You can develop this comfort zone my placing a plastic bench (chair or pee-wee tennis net) on or around the practice partner's service line (or on both sides of the court - for both players to practice). The players will then rally (baseline points) OVER the net as well as the bench. This simple exercise forces the players to hit not only high, but penetrating shots that explode off the court. Once the players master this drill, they can alternate rallies where one player hits 5-10 deep shots and then a short angle. Doing so would teach the players how to be flexible with their thinking: push the opponent deep; then yank her side-to-side with sharp angles. 


Training the Body's 3 Energy Systems

I would like to thank Ray Brown (Director of EASI Academy, Houston, TX; contributor to MidAtlantic Match Point, TennisONE, Procompare tennis and Tennis World USA) for piquing our interest in this topic. On an unrelated forum, Mr. Brown challenged contributors to (1) identify the three energy systems of the human body; (2) determine how each system is best suited for a particular tennis strategy; and (3) outline how to efficiently develop each system.

From our research - and bearing in mind that we discarded our lab coats, protractors and test tubes exactly 0.34 seconds after receiving our respective college diplomas - it appears that the three types of energy systems are as follows: ATP-PC; Glycolytic; and Oxidative.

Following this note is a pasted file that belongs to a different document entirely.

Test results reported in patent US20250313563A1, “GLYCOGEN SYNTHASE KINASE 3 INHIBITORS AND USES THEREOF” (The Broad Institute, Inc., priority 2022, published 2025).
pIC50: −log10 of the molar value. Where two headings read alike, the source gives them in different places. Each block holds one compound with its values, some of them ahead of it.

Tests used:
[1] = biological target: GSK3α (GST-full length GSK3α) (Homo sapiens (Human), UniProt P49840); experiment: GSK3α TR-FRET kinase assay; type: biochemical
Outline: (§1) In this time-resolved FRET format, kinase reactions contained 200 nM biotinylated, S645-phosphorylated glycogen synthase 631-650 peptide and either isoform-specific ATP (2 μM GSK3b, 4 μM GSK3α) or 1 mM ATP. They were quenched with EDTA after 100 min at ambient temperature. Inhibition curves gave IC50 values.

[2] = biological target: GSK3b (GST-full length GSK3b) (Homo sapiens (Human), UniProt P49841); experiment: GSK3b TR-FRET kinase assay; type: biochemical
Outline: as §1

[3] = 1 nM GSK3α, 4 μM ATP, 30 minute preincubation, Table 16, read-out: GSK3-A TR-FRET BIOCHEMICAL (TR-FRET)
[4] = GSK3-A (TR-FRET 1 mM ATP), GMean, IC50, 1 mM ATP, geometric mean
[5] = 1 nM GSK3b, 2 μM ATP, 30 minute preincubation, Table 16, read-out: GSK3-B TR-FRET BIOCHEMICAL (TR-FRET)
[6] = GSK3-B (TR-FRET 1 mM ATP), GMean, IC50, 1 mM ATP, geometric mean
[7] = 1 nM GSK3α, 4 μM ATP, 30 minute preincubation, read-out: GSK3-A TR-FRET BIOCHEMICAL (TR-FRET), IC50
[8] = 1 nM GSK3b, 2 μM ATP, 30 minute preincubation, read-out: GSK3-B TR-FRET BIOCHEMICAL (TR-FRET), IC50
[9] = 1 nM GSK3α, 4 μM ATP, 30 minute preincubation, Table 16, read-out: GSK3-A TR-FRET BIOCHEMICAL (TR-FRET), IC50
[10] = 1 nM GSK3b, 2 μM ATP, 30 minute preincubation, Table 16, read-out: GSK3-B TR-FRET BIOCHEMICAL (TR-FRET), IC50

1. ATP-PC: anaerobic energy system that utilizes ATP (as in Adenosine Triphosphate - a nucleotide that performs many essential roles in the cell including providing energy for cellular activities) to create energy. When this process takes place, ATP is broken down into ADP (Adenosine Diphosphate). The body then has to add phosphocreatine (PC) to the ADP in order to form ATP. This chemical energy source is used by living things almost like a battery - for short bursts of high-intensity work lasting approximately 10 seconds or less; think "maxing" in the weight room. In terms of tennis, this is the system that would support your body's energy needs in high intensity points of short duration: e.g., serve and volleys.